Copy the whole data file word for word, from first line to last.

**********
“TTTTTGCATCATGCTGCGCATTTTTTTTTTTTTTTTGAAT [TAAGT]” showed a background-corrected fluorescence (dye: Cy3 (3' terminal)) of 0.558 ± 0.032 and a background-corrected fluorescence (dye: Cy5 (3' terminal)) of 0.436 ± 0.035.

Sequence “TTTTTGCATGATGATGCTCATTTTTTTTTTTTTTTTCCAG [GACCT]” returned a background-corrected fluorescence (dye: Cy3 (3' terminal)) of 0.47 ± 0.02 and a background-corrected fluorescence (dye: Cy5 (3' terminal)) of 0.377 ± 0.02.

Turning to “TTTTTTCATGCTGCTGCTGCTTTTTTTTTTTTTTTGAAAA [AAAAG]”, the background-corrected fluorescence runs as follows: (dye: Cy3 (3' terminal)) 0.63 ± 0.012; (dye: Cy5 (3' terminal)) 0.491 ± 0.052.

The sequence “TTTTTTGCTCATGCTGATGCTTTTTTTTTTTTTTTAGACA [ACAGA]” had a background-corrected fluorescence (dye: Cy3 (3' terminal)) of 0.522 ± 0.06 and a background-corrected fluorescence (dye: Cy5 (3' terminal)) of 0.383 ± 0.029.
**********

“TTTTTGCATCATGCTGCGCATTTTTTTTTTTTTTTTGAAT [TAAGT]” showed a background-corrected fluorescence (dye: Cy3 (3' terminal)) of 0.558 ± 0.032 and a background-corrected fluorescence (dye: Cy5 (3' terminal)) of 0.436 ± 0.035.

Sequence “TTTTTGCATGATGATGCTCATTTTTTTTTTTTTTTTCCAG [GACCT]” returned a background-corrected fluorescence (dye: Cy3 (3' terminal)) of 0.47 ± 0.02 and a background-corrected fluorescence (dye: Cy5 (3' terminal)) of 0.377 ± 0.02.

Turning to “TTTTTTCATGCTGCTGCTGCTTTTTTTTTTTTTTTGAAAA [AAAAG]”, the background-corrected fluorescence runs as follows: (dye: Cy3 (3' terminal)) 0.63 ± 0.012; (dye: Cy5 (3' terminal)) 0.491 ± 0.052.

The sequence “TTTTTTGCTCATGCTGATGCTTTTTTTTTTTTTTTAGACA [ACAGA]” had a background-corrected fluorescence (dye: Cy3 (3' terminal)) of 0.522 ± 0.06 and a background-corrected fluorescence (dye: Cy5 (3' terminal)) of 0.383 ± 0.029.